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Keywords:

  • cellulose-binding domain;
  • hyperthermophiles;
  • stability;
  • Thermotoga maritima;
  • xylanase

Abstract

The hyperthermophilic bacterium Thermotoga maritima is capable of gaining metabolic energy utilizing xylan. XynA, one of the corresponding hydrolases required for its degradation, is a 120-kDa endo-l,4-D-xylanase exhibiting high intrinsic stability and a temperature optimum —90 °C. Sequence alignments with other xylanases suggest the enzyme to consist of five domains. The C-terminal part of XynA was previously shown to be responsible for cellulose binding (Winterhalter C, Heinrich P, Candussio A, Wich G, Liebl W. 1995. Identification of a novel cellulose-binding domain within the multi-domain 120 kDa Xylanase XynA of the hyperthermophilic bacterium Thermotoga maritima. Mol Microbiol15:431-444).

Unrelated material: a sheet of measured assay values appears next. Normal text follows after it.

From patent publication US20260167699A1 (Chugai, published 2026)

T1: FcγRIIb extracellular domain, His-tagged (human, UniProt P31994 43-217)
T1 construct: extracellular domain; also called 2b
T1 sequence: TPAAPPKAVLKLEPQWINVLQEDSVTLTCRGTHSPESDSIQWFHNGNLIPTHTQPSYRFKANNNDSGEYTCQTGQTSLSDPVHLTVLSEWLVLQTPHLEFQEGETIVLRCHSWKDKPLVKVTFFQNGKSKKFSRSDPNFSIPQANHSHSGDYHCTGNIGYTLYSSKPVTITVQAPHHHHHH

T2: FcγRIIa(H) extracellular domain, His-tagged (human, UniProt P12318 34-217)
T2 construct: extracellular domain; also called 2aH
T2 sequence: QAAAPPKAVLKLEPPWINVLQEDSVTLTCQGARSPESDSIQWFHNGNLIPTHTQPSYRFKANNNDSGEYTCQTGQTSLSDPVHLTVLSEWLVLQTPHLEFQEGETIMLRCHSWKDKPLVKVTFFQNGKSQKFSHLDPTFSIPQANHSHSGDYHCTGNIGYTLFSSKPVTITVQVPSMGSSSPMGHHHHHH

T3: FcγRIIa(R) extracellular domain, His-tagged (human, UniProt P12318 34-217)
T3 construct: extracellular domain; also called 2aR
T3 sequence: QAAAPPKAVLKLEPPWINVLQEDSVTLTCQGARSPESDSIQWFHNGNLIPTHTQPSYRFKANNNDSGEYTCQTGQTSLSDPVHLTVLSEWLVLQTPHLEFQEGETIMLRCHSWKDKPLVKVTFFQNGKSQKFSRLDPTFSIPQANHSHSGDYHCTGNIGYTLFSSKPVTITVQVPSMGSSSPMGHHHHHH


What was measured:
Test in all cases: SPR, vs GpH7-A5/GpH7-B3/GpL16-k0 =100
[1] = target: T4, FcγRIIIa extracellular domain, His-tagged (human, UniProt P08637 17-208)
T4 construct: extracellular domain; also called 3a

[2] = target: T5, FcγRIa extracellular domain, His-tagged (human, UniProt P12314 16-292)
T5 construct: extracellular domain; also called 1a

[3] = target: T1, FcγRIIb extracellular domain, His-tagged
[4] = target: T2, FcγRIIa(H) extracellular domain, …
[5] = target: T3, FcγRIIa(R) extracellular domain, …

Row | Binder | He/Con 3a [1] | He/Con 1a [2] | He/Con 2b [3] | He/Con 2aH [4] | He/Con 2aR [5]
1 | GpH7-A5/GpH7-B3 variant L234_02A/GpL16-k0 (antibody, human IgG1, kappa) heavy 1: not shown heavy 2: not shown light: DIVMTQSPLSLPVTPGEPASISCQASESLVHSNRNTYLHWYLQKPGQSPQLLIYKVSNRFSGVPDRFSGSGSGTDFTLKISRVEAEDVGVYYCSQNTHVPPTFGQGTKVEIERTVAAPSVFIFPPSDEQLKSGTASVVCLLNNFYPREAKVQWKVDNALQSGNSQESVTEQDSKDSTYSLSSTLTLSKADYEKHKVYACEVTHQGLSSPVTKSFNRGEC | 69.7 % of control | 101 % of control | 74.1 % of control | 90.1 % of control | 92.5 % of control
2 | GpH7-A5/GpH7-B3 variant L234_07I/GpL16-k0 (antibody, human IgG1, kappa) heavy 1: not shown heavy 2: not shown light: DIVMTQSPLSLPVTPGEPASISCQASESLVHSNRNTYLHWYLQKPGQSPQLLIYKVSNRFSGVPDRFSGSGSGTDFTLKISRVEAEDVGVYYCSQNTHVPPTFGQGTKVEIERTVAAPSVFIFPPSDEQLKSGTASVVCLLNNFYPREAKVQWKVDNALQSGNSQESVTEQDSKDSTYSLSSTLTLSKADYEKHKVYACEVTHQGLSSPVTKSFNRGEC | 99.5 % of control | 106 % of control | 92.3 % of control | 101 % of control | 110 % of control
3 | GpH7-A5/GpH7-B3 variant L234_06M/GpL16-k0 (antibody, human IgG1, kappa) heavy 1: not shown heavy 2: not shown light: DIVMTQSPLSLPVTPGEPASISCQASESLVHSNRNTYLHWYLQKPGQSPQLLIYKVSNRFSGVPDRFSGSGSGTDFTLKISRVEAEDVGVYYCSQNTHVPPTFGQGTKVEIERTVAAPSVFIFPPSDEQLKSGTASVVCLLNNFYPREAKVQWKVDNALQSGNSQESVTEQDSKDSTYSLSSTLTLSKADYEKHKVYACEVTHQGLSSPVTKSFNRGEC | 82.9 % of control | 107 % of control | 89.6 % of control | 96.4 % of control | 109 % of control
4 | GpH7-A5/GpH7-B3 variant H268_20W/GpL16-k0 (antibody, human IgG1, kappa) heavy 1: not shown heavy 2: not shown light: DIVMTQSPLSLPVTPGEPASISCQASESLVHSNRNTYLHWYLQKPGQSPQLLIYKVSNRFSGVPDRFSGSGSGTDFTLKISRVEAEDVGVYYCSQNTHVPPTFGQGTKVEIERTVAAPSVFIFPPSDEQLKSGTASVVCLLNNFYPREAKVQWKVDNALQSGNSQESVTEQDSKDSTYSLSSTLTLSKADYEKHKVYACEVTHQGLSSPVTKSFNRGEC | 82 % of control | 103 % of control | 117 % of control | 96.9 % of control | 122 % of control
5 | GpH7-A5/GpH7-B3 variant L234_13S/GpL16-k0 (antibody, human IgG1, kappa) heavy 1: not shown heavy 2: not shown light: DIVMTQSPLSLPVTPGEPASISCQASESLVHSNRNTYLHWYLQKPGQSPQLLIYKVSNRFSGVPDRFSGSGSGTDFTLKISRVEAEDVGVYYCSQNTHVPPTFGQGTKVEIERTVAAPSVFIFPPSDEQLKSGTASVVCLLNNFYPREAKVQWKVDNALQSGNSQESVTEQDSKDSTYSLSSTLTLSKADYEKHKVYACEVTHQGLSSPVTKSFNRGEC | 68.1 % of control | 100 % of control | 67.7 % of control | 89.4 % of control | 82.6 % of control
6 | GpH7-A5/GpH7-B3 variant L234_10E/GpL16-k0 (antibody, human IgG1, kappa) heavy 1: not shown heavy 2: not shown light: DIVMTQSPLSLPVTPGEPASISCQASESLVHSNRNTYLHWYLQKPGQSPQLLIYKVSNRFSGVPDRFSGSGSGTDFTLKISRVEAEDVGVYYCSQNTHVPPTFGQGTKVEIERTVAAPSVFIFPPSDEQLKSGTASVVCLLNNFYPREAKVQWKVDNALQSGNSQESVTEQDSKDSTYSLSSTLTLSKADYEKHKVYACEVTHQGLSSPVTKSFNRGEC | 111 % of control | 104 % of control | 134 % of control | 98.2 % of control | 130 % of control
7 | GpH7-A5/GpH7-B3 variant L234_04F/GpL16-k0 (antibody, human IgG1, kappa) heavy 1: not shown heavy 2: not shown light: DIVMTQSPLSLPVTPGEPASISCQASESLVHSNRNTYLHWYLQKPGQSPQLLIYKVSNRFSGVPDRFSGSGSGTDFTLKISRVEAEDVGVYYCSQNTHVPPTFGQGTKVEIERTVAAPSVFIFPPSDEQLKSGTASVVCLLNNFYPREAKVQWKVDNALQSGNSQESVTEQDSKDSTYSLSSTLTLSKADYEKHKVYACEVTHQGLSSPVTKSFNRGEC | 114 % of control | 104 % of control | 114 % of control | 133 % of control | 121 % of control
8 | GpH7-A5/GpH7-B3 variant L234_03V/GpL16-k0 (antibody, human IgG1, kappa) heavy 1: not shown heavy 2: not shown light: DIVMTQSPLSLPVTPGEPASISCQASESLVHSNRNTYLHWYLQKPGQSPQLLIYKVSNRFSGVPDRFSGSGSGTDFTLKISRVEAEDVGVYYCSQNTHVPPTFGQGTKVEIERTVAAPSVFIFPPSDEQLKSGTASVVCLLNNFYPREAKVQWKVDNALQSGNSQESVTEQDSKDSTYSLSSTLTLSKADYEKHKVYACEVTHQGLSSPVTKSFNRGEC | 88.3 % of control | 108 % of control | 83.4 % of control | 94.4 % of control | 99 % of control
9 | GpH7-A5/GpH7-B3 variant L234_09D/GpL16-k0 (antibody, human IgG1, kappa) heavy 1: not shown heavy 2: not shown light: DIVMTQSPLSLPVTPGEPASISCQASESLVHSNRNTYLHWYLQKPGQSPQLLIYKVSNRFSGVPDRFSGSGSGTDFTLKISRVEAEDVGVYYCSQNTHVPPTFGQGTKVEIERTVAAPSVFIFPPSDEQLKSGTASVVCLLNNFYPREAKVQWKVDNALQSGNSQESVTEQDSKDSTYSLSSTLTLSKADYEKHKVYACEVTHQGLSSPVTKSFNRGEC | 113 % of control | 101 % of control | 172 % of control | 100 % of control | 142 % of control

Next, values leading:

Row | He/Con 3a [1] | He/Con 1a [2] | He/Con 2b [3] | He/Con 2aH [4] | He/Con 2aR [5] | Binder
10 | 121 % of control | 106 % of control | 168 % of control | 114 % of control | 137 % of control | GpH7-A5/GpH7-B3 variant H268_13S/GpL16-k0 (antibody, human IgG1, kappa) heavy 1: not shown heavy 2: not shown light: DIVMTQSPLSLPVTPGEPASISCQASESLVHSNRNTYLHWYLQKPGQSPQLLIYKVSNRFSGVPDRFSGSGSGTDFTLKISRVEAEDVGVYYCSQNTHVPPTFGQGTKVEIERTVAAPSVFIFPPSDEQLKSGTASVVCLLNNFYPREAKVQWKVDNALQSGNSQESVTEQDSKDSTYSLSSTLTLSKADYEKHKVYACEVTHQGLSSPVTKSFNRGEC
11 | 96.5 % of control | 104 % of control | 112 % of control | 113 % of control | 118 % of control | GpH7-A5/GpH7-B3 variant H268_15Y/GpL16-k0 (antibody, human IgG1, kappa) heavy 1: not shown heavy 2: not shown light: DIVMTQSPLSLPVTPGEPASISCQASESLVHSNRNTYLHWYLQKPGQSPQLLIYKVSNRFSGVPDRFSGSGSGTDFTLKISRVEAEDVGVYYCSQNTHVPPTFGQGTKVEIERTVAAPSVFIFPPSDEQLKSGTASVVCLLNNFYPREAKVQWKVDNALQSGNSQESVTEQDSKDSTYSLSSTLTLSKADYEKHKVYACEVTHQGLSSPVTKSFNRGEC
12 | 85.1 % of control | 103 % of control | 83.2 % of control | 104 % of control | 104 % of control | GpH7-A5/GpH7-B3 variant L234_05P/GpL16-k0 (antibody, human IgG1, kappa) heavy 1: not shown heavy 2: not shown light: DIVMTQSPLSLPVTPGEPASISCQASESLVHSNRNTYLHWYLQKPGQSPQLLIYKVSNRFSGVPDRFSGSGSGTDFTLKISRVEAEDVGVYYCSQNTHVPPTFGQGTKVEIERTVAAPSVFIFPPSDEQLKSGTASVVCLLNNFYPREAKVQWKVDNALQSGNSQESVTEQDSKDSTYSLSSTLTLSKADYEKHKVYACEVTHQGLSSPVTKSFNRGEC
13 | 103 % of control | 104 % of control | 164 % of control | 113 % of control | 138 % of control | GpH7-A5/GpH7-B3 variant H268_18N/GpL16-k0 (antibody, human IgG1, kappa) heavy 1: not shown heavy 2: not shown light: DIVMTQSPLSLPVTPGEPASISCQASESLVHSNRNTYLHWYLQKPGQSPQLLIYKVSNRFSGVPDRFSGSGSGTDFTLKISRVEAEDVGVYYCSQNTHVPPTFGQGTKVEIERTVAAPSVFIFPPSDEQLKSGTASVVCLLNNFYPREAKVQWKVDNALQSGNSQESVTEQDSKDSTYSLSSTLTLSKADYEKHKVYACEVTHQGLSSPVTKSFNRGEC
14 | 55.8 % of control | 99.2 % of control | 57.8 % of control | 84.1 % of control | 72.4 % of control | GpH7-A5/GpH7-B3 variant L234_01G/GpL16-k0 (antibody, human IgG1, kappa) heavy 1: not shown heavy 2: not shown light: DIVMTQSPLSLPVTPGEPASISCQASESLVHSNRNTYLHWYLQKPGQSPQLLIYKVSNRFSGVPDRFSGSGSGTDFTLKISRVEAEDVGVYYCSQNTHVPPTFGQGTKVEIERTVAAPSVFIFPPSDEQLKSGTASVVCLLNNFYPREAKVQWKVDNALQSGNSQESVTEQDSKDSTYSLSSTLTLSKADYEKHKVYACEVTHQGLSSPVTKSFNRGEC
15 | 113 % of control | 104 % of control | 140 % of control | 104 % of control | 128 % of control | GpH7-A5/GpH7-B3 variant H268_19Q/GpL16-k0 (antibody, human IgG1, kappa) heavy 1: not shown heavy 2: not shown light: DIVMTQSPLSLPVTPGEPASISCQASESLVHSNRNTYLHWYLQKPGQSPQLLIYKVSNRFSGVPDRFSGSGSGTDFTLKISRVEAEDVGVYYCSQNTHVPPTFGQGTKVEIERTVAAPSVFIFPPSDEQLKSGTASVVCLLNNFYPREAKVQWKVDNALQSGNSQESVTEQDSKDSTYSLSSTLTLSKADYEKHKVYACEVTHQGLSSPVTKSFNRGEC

In order to characterize the domain organization and the stability of XynA and its C-terminal cellulose-binding domain (CBD), the two separate proteins were expressed in Escherichia coli. CBD, because of its instability in its ligand-free form, was expressed as a glutathione S-transferase fusion protein with a specific thrombin cleavage site as linker. XynA and CBD were compared regarding their hydrodynamic and spectral properties. As taken from analytical ultracentrifugation and gel permeation chromatography, both are monomers with 116 and 22 kDa molecular masses, respectively. In the presence of glucose as a ligand, CBD shows high intrinsic stability. Denaturation/renaturation experiments with isolated CBD yield >80% renaturation, indicating that the domain folds independently. Making use of fluorescence emission and far-UV circular dichroism in order to characterize protein stability, guanidine-induced unfolding of XynA leads to biphasic transitions, with half-concentrations c1/2(GdmC1) ∼4 M and >5 M, in accordance with the extreme thermal stability. At acid pH, XynA exhibits increased stability, indicated by a shift of the second guanidine-transition from 5 to 7 M GdmC1. This can be tentatively attributed to the cellulose-binding domain. Differences in the transition profiles monitored by fluorescence emission and dichroic absorption indicate multi-state behavior of XynA. In the case of CBD, a temperature-induced increase in negative ellipticity at 217 nm is caused by alterations in the environment of aromatic residues that contribute to the far-UV CD in the native state.